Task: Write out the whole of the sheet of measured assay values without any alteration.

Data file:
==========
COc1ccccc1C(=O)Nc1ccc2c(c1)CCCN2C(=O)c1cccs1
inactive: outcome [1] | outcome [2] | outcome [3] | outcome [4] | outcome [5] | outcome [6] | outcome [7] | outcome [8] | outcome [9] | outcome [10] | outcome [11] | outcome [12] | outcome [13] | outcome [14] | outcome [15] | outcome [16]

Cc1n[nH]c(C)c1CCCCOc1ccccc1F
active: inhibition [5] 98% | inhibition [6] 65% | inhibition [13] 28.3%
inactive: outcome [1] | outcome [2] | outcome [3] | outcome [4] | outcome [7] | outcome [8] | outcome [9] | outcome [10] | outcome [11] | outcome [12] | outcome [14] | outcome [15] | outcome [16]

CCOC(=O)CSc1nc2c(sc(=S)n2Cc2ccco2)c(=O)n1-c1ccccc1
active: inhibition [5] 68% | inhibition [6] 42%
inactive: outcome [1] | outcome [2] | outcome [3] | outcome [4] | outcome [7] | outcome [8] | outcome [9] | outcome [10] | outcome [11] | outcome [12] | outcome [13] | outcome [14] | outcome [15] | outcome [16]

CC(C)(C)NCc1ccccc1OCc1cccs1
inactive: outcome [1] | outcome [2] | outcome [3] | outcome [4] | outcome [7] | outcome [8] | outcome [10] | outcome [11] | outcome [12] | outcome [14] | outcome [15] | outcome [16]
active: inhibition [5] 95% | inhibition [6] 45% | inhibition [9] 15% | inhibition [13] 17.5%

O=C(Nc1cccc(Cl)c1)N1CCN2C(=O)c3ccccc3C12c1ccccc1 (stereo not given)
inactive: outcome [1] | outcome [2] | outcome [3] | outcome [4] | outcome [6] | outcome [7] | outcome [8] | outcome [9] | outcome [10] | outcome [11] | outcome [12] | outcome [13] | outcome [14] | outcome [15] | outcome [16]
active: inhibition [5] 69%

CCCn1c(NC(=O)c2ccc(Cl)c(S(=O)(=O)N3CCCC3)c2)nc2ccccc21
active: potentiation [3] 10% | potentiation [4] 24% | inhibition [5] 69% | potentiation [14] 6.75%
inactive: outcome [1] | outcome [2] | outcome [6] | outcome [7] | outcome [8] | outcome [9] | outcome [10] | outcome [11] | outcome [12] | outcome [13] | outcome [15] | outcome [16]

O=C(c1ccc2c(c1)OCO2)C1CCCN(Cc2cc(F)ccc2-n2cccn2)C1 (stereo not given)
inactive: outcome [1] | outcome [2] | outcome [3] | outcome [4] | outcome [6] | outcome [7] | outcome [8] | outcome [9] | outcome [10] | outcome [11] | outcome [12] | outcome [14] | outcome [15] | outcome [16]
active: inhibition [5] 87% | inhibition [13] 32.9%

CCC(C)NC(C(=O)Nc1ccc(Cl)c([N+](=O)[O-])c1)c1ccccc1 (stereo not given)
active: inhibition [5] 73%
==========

COc1ccccc1C(=O)Nc1ccc2c(c1)CCCN2C(=O)c1cccs1
inactive: outcome [1] | outcome [2] | outcome [3] | outcome [4] | outcome [5] | outcome [6] | outcome [7] | outcome [8] | outcome [9] | outcome [10] | outcome [11] | outcome [12] | outcome [13] | outcome [14] | outcome [15] | outcome [16]

Cc1n[nH]c(C)c1CCCCOc1ccccc1F
active: inhibition [5] 98% | inhibition [6] 65% | inhibition [13] 28.3%
inactive: outcome [1] | outcome [2] | outcome [3] | outcome [4] | outcome [7] | outcome [8] | outcome [9] | outcome [10] | outcome [11] | outcome [12] | outcome [14] | outcome [15] | outcome [16]

CCOC(=O)CSc1nc2c(sc(=S)n2Cc2ccco2)c(=O)n1-c1ccccc1
active: inhibition [5] 68% | inhibition [6] 42%
inactive: outcome [1] | outcome [2] | outcome [3] | outcome [4] | outcome [7] | outcome [8] | outcome [9] | outcome [10] | outcome [11] | outcome [12] | outcome [13] | outcome [14] | outcome [15] | outcome [16]

CC(C)(C)NCc1ccccc1OCc1cccs1
inactive: outcome [1] | outcome [2] | outcome [3] | outcome [4] | outcome [7] | outcome [8] | outcome [10] | outcome [11] | outcome [12] | outcome [14] | outcome [15] | outcome [16]
active: inhibition [5] 95% | inhibition [6] 45% | inhibition [9] 15% | inhibition [13] 17.5%

O=C(Nc1cccc(Cl)c1)N1CCN2C(=O)c3ccccc3C12c1ccccc1 (stereo not given)
inactive: outcome [1] | outcome [2] | outcome [3] | outcome [4] | outcome [6] | outcome [7] | outcome [8] | outcome [9] | outcome [10] | outcome [11] | outcome [12] | outcome [13] | outcome [14] | outcome [15] | outcome [16]
active: inhibition [5] 69%

CCCn1c(NC(=O)c2ccc(Cl)c(S(=O)(=O)N3CCCC3)c2)nc2ccccc21
active: potentiation [3] 10% | potentiation [4] 24% | inhibition [5] 69% | potentiation [14] 6.75%
inactive: outcome [1] | outcome [2] | outcome [6] | outcome [7] | outcome [8] | outcome [9] | outcome [10] | outcome [11] | outcome [12] | outcome [13] | outcome [15] | outcome [16]

O=C(c1ccc2c(c1)OCO2)C1CCCN(Cc2cc(F)ccc2-n2cccn2)C1 (stereo not given)
inactive: outcome [1] | outcome [2] | outcome [3] | outcome [4] | outcome [6] | outcome [7] | outcome [8] | outcome [9] | outcome [10] | outcome [11] | outcome [12] | outcome [14] | outcome [15] | outcome [16]
active: inhibition [5] 87% | inhibition [13] 32.9%

CCC(C)NC(C(=O)Nc1ccc(Cl)c([N+](=O)[O-])c1)c1ccccc1 (stereo not given)
active: inhibition [5] 73%